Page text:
z Stratigraphic Superposition - Because of Earth's gravity, deposition of sediment will


occur depositing older layers first followed by successively younger layers. Thus, in a
sequence of layers that have not been overturned by a later deformational event, the
oldest layers will be on the bottom. This is the same principle used to determine relative
age in the trash pits discussed previously. In fact, sedimentary rocks are, in a sense,
trash from the Earth's surface deposited in basins.

Breaks in the Stratigraphic Record

Because the Earth's crust is continually changing, i.e. due to uplift, subsidence, and
deformation, erosion is acting in some places and deposition of sediment is occurring in other
places. When sediment is not being deposited, or when erosion is removing previously
deposited sediment, there will not be a continuous record of sedimentation preserved in the
rocks. We call such a break in the stratigraphic record a hiatus (a hiatus was identified in our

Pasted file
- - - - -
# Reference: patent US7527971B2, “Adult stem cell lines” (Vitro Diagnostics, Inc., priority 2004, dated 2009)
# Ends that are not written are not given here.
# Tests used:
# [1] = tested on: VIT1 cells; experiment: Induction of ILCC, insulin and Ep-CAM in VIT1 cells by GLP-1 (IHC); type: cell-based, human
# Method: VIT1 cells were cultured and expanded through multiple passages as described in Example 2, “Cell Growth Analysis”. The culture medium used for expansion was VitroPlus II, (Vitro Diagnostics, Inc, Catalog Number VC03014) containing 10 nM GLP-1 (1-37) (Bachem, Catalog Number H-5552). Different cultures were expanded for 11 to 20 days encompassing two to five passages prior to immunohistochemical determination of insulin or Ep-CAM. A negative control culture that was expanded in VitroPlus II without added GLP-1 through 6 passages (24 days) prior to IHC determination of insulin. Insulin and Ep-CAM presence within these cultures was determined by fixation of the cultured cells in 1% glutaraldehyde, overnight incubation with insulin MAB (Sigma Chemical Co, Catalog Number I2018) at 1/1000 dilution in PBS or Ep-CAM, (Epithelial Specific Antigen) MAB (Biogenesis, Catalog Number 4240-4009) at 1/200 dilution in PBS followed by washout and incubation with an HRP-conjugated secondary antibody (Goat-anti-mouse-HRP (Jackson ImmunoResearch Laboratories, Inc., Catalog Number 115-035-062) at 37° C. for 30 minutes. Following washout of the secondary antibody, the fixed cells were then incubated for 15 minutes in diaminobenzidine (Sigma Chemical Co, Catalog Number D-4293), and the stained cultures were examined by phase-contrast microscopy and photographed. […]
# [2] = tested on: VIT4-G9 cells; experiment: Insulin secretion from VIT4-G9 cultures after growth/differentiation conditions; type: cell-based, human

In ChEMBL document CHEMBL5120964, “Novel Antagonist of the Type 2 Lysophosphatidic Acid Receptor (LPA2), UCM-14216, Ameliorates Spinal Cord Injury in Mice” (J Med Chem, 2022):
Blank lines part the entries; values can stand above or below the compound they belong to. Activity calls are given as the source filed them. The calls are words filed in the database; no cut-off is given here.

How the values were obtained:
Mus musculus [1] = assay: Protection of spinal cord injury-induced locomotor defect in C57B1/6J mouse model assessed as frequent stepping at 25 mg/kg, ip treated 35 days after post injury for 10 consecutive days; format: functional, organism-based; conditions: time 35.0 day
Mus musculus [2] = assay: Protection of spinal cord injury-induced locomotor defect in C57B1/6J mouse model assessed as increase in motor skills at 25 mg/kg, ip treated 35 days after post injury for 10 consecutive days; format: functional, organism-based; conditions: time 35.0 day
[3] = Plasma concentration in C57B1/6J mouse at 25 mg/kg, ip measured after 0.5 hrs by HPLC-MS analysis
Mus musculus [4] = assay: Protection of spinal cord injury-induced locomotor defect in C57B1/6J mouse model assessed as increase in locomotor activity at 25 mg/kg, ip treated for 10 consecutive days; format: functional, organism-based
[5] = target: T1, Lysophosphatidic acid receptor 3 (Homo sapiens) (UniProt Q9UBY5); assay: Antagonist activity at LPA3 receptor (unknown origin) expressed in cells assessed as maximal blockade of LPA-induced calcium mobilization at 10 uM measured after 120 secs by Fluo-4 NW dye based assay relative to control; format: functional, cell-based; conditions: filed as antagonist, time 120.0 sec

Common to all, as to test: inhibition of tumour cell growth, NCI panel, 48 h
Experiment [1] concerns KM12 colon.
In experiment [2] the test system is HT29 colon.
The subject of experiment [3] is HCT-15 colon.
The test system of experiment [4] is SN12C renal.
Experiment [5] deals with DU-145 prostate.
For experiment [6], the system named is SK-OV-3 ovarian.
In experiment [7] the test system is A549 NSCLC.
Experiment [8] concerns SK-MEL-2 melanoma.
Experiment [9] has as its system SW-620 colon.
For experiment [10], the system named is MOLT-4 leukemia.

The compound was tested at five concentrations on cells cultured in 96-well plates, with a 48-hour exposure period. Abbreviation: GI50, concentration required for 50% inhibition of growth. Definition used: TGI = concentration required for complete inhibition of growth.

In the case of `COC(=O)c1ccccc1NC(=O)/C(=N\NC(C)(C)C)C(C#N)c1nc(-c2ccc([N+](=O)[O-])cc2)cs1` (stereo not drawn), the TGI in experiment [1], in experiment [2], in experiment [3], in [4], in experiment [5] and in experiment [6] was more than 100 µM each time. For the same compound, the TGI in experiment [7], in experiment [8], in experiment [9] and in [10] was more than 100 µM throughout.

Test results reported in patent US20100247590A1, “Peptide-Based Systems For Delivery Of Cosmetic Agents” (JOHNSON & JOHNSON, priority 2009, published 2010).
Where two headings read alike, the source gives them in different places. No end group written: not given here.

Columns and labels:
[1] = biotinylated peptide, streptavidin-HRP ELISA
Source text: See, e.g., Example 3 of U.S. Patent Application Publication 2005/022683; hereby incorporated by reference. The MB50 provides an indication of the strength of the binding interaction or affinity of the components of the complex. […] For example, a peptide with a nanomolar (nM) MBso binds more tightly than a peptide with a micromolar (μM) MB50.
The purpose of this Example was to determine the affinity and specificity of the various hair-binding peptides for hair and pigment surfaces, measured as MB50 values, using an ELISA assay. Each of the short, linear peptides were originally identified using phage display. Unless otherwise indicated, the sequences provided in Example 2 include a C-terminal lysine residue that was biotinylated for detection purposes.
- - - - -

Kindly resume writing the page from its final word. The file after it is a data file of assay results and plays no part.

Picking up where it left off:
trash pit example by the non-occurrence of the Ceramic Cups layer at the UNO site). When we
find evidence of a hiatus in the stratigraphic record we call it an unconformity. An
unconformity is a surface of erosion or non-deposition. Three types of unconformities are
recognized.

z Angular Unconformity

Because of the Laws of Stratigraphy, if we see a cross section like this in a road cut or
canyon wall where we can recognize an angular unconformity, then we know the
geologic history or sequence of events that must have occurred in the area to produce the
angular unconformity. Angular unconformities are easy to recognize in the field because
of the angular relationship of layers that were originally deposited horizontally.

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z Disconformity

Disconformities (called parallel unconformities in your lab book) are much harder to
recognize in the field, because often there is no angular relationship between sets of
layers. Disconformities are usually recognized by correlating from one area to another